Arlène: Exactly. And in order for us to be able to do that for kids, as we have learned in our own research and practice, you have to give yourself that grace. And I think that's the big lesson for everyone, is giving ourselves grace so that we could give students grace. And that's a huge part of just slowing down.
Alex: I've been really struck by teacher's reflections when they do allow themselves to give themselves that same care that they give to their students. You and I have been co-facilitating a community for teachers along with our friends, Rhiannon, Kim and Addison Twain. And it's a gathering where we come together once a month and we talk about caring for ourselves and caring for our students. And the last couple of times, I've been really noticing that just the act of taking an hour and a half on a Sunday afternoon, just for themselves, to come together in community. Just that act of setting aside that time to slow down has been really powerful. And I know it's even powerful for me as a facilitator, as well.
I feel like I read one time that just the act of showing up to your therapy appointment, regardless of what you talked about, supported your mental health. And it makes me think of slowing down because it's that act of choosing to take the time, regardless of even what you do at the time, but just the choice that you made to show up for yourself is so powerful.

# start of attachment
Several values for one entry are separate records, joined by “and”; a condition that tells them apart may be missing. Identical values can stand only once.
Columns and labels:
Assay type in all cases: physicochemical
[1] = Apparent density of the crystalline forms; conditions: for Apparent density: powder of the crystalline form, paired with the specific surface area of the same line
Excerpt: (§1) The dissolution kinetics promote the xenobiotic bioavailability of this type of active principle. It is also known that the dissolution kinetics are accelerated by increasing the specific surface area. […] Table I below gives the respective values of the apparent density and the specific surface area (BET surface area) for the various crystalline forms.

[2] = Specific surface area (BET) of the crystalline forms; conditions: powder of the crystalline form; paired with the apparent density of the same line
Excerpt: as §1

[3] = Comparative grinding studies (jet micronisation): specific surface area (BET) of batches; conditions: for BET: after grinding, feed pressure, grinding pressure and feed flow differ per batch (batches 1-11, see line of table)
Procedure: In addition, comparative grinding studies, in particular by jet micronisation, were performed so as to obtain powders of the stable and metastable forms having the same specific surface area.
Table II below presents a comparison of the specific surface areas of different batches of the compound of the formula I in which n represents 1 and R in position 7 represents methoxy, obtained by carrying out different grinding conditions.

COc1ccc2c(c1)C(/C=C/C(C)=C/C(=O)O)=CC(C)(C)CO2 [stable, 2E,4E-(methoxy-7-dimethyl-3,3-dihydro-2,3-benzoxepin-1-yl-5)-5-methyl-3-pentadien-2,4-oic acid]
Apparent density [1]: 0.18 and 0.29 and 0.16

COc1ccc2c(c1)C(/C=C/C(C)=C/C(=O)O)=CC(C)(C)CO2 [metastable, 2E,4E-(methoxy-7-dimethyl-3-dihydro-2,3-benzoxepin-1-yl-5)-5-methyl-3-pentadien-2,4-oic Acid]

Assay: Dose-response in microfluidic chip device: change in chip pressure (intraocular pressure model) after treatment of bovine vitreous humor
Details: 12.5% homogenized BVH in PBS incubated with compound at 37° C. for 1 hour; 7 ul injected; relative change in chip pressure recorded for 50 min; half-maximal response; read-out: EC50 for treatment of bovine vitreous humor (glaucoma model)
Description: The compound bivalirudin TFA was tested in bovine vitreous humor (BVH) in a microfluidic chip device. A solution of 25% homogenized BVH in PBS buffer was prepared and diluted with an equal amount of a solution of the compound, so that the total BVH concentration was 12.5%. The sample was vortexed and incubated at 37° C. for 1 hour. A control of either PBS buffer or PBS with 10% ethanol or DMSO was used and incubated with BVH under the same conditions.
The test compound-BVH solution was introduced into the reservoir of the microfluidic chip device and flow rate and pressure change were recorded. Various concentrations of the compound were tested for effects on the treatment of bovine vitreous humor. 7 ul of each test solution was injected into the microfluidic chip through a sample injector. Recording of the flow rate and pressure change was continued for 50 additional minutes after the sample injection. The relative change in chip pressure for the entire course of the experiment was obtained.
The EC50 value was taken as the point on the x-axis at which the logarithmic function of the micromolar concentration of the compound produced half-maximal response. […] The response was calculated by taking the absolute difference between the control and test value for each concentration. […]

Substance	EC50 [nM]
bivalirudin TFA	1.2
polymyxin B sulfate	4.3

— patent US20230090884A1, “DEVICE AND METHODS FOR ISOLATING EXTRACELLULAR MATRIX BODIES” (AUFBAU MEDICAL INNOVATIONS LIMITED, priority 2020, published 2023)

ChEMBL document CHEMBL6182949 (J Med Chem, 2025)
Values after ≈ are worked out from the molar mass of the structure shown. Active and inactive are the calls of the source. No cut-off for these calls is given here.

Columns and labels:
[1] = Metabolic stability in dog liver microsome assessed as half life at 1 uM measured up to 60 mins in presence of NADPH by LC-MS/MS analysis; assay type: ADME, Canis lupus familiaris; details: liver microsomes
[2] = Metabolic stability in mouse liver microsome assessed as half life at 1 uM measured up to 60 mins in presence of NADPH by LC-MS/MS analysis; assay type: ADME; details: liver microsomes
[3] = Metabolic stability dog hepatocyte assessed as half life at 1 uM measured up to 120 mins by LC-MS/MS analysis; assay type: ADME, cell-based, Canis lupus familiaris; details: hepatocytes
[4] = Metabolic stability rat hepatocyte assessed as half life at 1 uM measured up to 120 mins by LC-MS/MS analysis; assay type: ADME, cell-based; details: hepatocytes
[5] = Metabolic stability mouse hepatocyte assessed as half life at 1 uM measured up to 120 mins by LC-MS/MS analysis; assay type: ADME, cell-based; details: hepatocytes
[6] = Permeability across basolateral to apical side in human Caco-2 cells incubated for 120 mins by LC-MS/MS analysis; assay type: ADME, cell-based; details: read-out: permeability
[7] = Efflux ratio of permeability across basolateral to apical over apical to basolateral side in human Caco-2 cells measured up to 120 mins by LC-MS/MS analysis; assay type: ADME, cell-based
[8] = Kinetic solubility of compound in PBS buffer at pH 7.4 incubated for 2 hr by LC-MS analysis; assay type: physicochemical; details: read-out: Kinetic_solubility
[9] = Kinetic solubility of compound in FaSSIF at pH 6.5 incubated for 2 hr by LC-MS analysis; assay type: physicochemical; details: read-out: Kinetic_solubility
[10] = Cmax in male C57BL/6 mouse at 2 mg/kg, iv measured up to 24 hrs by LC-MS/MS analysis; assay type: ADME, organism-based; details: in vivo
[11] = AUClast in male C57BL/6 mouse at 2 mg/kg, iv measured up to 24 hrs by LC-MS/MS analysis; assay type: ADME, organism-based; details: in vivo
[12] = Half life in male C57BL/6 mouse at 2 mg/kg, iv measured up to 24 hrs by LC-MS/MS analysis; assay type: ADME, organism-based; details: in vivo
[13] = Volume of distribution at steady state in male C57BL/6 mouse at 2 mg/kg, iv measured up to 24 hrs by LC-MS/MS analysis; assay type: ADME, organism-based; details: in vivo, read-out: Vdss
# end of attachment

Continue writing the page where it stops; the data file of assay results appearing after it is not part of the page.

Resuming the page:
Arlène: So glad that you brought that up, that you brought up nurturing the nurturers, because that is the question. Who takes care of the caretakers? How will teachers ever be able to be there for their students if no one's there for them? I mean, we come from school systems where you never learned self self-love. I mean, maybe we might read about narcissists and how you shouldn't look in the mirror too long, I mean, in the water too long, you just might fall in and drown at the obsession with your own reflection. But we're talking about real self-love that allows you to honor your feelings, respect your boundaries.
Be honest with yourself about what you're feeling. Show up for yourself. Show up for your passions, your dreams, no matter how difficult and challenging life is. To believe in yourself, to be determined, to turn your wounds into wisdom. These are the kinds of things that are not being taught. And these are the kinds of things that actually make the greatest human stories that we're studying in biographies. That's why we read biographies and autobiographies. It's like, how did you do it? How did you overcome all of those obstacles? How did you care for yourself, despite the odds?